After months of appeasement, the provost made a statement defending the neutrality of the university and fined the students’ union €214,000 for the financial losses caused to the university by the disruptive protests. The university also warned students that fines could be incurred by causing ‘reputational damage’ to the university, a vague charge that will have a chilling effect on students legitimately critiquing the institution. Students should have every right to speak their minds, especially against their university, without regard to the reputational damage it might cause. However, it only took five days of camping on the lawn for the university to backtrack. After hyperbolic statements about the ‘serious health and safety hazard’ apparently posed by limited bathroom access, it was hard to perceive the protesters as a serious threat. But after just two rounds of negotiation, Trinity abandoned institutional neutrality and is now reviewing all ties to Israel. They also released a statement calling for ceasefire and stating that Trinity ‘condemns the onslaught in Gaza and supports International Court of Justice’s finding on genocide’ – even though the ICJ has not actually come to any finding on South Africa’s genocide claims.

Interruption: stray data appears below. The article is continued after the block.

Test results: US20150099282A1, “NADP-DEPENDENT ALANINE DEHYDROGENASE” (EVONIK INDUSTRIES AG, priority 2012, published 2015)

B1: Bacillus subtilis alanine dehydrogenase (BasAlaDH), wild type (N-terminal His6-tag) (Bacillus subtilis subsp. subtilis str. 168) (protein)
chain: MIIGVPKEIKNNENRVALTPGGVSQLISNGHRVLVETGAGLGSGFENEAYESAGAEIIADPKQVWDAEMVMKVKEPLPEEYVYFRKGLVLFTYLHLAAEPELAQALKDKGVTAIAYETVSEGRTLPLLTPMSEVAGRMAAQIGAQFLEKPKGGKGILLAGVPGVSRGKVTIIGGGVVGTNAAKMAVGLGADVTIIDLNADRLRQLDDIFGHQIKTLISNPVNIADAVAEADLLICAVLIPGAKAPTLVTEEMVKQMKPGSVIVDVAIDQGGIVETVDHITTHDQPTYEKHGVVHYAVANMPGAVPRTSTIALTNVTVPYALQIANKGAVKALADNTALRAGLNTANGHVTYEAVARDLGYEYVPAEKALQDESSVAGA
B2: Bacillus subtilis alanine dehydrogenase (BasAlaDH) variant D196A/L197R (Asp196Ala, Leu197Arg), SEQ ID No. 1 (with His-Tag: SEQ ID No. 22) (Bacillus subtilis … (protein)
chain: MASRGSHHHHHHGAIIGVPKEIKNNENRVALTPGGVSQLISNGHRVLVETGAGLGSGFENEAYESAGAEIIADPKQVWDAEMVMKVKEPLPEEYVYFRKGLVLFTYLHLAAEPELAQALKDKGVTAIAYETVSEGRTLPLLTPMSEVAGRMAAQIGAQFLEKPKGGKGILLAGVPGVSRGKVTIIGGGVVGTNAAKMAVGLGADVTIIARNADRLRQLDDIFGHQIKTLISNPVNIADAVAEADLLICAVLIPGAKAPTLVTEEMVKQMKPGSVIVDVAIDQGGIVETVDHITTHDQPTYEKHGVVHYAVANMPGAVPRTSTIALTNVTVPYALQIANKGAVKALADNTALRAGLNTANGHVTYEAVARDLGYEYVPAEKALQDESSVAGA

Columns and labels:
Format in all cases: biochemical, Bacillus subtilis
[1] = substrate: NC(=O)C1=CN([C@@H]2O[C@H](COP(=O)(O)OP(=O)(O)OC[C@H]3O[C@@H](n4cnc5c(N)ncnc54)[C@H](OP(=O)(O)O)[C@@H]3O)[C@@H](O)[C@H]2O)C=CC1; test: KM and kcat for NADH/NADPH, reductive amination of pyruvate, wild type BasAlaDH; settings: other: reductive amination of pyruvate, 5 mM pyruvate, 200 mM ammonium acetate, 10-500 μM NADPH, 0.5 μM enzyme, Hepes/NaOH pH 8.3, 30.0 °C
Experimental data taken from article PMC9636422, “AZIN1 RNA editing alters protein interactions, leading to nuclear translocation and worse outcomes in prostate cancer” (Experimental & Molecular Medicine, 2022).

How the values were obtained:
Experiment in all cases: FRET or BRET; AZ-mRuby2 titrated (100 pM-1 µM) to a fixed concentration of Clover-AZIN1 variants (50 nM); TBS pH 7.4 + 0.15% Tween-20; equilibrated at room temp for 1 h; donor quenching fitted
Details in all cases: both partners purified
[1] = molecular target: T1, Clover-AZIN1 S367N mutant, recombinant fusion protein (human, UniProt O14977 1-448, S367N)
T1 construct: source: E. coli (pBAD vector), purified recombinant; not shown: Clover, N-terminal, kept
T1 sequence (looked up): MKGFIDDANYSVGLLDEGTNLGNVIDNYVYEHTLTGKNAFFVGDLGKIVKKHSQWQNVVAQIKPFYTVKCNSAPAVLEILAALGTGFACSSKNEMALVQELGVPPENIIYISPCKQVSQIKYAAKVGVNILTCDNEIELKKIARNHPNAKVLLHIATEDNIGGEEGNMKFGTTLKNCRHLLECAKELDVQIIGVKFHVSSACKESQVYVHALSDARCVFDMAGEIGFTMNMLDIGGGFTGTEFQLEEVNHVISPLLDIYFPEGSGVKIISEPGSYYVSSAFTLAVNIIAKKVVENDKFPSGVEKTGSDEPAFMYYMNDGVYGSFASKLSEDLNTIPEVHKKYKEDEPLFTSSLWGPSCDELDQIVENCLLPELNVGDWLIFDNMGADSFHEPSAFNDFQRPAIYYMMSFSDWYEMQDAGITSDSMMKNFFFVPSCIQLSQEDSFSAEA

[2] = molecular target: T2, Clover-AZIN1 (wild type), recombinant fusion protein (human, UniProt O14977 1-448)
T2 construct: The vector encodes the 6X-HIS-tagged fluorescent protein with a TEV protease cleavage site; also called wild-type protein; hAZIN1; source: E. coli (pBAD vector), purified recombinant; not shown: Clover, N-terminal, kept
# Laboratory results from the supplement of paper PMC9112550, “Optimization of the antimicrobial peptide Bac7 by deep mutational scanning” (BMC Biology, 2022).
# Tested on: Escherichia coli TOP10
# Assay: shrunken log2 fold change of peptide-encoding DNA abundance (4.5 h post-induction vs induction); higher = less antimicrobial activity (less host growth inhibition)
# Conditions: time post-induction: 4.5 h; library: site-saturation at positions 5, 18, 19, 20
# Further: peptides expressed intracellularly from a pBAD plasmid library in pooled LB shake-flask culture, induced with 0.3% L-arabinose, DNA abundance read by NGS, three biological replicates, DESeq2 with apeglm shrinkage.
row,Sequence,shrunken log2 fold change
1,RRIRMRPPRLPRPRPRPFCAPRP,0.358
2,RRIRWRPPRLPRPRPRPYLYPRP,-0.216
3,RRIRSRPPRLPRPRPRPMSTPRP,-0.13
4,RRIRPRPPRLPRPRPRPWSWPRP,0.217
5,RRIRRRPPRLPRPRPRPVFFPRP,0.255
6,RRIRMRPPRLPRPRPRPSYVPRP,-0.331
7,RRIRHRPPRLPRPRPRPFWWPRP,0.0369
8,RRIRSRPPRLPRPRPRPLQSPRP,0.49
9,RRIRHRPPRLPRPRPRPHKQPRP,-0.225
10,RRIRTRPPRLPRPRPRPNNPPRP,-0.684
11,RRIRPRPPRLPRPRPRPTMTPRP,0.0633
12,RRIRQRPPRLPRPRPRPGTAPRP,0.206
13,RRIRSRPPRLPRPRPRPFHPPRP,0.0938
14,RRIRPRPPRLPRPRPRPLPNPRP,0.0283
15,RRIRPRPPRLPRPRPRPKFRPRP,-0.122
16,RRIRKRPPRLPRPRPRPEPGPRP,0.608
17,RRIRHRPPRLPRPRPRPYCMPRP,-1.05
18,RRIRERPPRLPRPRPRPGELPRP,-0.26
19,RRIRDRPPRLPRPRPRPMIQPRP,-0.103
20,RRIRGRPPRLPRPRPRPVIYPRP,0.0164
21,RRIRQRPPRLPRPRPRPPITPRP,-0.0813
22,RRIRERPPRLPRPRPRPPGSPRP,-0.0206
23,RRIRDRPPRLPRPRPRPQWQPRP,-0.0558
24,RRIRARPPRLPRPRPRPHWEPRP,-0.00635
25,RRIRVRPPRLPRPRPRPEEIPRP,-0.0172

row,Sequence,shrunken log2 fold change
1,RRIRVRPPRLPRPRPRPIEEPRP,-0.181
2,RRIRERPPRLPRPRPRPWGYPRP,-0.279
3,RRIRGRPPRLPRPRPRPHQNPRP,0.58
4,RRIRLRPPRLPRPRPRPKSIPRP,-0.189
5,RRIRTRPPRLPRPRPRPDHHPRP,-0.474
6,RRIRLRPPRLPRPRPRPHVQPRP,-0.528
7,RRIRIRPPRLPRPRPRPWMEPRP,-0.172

Taking stances on controversial issues should be outside the bounds of the university and risks stifling debate. College administrators are not in any way in a position to make statements on behalf of the university community, let alone on matters of complex geopolitics, and students should not be able to pressure them into doing so by blocking college income. Instead of drawing a clear line between the commitment to students’ right to protest, and straightforward disruption of the everyday functioning of the college, Trinity has shown that it will concede if students blockade the Book of Kells. And with this precedent, we’ll probably see more such protests in the future.